17. Placental Estrogen Suppresses Cyclin D1 Expression in the Nonhuman Primate Fetal Adrenal Cortex*

    PubMed Central

    Dumitrescu, Adina; Aberdeen, Graham W.; Pepe, Gerald J.

    2014-01-01

    We have previously shown that estrogen selectively suppresses growth of the fetal zone of the baboon fetal adrenal cortex, which produces the C19-steroid precursors, eg, dehydroepiandrosterone sulfate, which are aromatized to estrogen within the placenta. In the present study, we determined whether fetal adrenal expression of cell cycle regulators are altered by estrogen and thus provide a mechanism by which estrogen regulates fetal adrenocortical development. Cyclin D1 mRNA levels in the whole fetal adrenal were increased 50% (P < .05), and the number of cells in the fetal adrenal definitive zone expressing cyclin D1 protein was increased 2.5-fold (P < .05), whereas the total number of cells in the fetal zone and fetal serum dehydroepiandrosterone sulfate levels were elevated 2-fold (P < .05) near term in baboons in which fetal serum estradiol levels were decreased by 95% (P < .05) after maternal administration of the aromatase inhibitor letrozole and restored to normal by concomitant administration of letrozole plus estradiol throughout second half of gestation. However, fetal adrenocortical expression of cyclin D2, the cyclin-dependent kinase (Cdk)-2, Cdk4, and Cdk6, and Cdk regulatory proteins p27Kip1 and p57Kip2 were not changed by letrozole or letrozole plus estradiol administration. We suggest that estrogen controls the growth of the fetal zone of the fetal adrenal by down-regulating cyclin D1 expression and thus proliferation of progenitor cells within the definitive zone that migrate to the fetal zone. We propose that estrogen restrains growth and function of the fetal zone via cyclin D1 to maintain estrogen levels in a physiological range during primate pregnancy. PMID:25247468

  18. Combined treatment by octreotide and everolimus: Octreotide enhances inhibitory effect of everolimus in aggressive meningiomas.

    PubMed

    Graillon, Thomas; Defilles, Céline; Mohamed, Amira; Lisbonis, Christophe; Germanetti, Anne-Laure; Chinot, Olivier; Figarella-Branger, Dominique; Roche, Pierre-Hugues; Adetchessi, Tarek; Fuentes, Stéphane; Metellus, Philippe; Dufour, Henry; Enjalbert, Alain; Barlier, Anne

    2015-08-01

    Treatment for recurrent and aggressive meningiomas remains an unmet medical need in neuro-oncology, and chemotherapy exhibits limited clinical activity, if any. Merlin expression, encoded by the NF2 gene, is lost in a majority of meningiomas, and merlin is a negative regulator of mTORC1. The sst2 somatostatin receptor, targeted by octreotide, is highly expressed in meningiomas. To investigate new therapeutic strategies, we evaluated the activity of everolimus (mTOR inhibitor), BKM-120 and BEZ-235 (new Pi3K/Akt/mTOR inhibitors), octreotide and a combined treatment (octreotide plus everolimus), on cell proliferation, signaling pathways, and cell cycle proteins, respectively. The in vitro study was conducted on human meningioma primary cells extracted from fresh tumors, allowing the assessment of somatostatin analogs at the concentration levels used in patients. The results were correlated to WHO grades. Further, everolimus decreased cell viability of human meningiomas, but concomitantly, induced Akt activation, reducing the antiproliferative effect of the drug. The new Pi3K inhibitors were not more active than everolimus alone, limiting their clinical relevance. In contrast, a clear cooperative inhibitory effect of octreotide and everolimus was observed on cell proliferation in all tested meningiomas, including WHO grades II-III. Octreotide not only reversed everolimus-induced Akt phosphorylation but also displayed additive and complementary effects with everolimus on downstream proteins involved in translation (4EB-P1), and controlling cell cycle (p27Kip1 and cyclin D1). We have demonstrated a co-operative action between everolimus and octreotide on cell proliferation in human meningiomas, including aggressive ones, establishing the basis for a clinical trial. PMID:26015296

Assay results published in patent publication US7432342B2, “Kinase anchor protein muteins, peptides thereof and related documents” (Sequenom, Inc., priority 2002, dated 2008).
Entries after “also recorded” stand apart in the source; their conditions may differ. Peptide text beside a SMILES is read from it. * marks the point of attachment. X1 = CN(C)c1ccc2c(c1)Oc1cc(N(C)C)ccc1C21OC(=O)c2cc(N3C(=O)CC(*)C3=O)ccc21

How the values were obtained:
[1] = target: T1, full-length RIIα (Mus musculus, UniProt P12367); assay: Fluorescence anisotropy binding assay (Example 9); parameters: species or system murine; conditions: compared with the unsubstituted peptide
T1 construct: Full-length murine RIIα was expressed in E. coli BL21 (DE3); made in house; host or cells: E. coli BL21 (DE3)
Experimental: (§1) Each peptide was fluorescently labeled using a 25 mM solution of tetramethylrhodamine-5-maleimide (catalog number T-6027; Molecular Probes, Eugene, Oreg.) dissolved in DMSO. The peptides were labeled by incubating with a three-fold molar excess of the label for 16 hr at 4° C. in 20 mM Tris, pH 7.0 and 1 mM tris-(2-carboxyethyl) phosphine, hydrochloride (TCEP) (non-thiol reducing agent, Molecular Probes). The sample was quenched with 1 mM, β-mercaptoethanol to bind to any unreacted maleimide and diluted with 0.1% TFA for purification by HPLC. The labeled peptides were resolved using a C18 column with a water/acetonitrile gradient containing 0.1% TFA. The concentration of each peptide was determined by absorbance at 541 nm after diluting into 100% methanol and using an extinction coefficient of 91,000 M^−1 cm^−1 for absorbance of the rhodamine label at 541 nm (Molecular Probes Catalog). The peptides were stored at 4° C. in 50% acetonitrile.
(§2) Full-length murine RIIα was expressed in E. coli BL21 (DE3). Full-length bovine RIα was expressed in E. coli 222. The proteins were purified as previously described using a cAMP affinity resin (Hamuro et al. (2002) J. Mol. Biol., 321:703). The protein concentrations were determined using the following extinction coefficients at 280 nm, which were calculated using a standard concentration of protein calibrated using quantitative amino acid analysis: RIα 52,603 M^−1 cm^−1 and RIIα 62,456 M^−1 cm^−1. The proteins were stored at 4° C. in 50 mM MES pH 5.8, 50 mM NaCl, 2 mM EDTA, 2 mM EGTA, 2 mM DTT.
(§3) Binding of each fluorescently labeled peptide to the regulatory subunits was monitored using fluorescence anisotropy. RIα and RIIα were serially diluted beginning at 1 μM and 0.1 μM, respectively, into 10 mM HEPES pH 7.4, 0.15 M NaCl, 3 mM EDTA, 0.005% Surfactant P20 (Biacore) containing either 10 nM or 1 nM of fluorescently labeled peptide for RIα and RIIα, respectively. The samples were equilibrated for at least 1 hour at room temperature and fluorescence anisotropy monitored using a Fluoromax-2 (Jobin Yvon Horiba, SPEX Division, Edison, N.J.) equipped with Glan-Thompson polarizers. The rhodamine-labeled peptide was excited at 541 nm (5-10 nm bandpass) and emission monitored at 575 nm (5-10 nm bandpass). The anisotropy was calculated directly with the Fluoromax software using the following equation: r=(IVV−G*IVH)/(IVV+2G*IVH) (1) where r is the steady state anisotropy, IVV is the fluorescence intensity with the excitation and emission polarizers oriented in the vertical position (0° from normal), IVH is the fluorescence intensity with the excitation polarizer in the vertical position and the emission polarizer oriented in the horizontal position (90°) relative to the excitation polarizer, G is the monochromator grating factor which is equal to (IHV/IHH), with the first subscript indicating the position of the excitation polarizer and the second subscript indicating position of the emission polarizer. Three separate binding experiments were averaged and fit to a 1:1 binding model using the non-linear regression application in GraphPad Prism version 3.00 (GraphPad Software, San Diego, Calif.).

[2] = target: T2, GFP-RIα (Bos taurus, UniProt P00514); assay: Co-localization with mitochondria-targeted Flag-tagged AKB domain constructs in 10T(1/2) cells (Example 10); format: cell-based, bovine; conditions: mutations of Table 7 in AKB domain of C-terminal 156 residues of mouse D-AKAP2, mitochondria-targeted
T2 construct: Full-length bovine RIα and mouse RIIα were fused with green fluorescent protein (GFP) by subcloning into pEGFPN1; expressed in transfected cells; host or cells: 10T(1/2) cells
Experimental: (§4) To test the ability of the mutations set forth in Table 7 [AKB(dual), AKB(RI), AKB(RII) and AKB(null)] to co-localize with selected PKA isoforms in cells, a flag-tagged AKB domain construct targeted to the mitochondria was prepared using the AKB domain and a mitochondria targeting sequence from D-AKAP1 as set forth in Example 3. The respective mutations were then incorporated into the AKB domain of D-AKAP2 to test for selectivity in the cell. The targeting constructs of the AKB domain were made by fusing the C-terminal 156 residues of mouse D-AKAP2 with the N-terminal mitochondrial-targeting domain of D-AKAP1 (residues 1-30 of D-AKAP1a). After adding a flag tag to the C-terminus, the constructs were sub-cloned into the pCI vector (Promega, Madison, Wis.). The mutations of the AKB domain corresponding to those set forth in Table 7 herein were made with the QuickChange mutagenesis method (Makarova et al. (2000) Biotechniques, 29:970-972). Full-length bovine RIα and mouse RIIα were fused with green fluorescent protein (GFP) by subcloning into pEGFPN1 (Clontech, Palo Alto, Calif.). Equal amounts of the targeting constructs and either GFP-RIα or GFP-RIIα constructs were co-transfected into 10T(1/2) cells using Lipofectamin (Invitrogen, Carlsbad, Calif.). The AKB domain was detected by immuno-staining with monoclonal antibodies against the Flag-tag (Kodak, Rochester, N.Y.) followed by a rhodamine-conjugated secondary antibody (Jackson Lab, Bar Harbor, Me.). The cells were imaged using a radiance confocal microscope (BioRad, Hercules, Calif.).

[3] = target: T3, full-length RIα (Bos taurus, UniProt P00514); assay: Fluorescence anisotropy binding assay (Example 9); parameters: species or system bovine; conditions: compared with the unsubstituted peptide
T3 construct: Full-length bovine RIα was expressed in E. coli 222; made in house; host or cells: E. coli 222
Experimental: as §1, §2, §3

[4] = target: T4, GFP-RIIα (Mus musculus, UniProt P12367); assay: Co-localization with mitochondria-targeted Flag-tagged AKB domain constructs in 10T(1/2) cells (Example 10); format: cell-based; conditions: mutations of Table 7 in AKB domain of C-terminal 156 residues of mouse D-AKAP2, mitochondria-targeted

19. Loss of G(1)/S checkpoint in human immunodeficiency virus type 1-infected cells is associated with a lack of cyclin-dependent kinase inhibitor p21/Waf1.

    PubMed

    Clark, E; Santiago, F; Deng, L; Chong, S; de La Fuente, C; Wang, L; Fu, P; Stein, D; Denny, T; Lanka, V; Mozafari, F; Okamoto, T; Kashanchi, F

    2000-06-01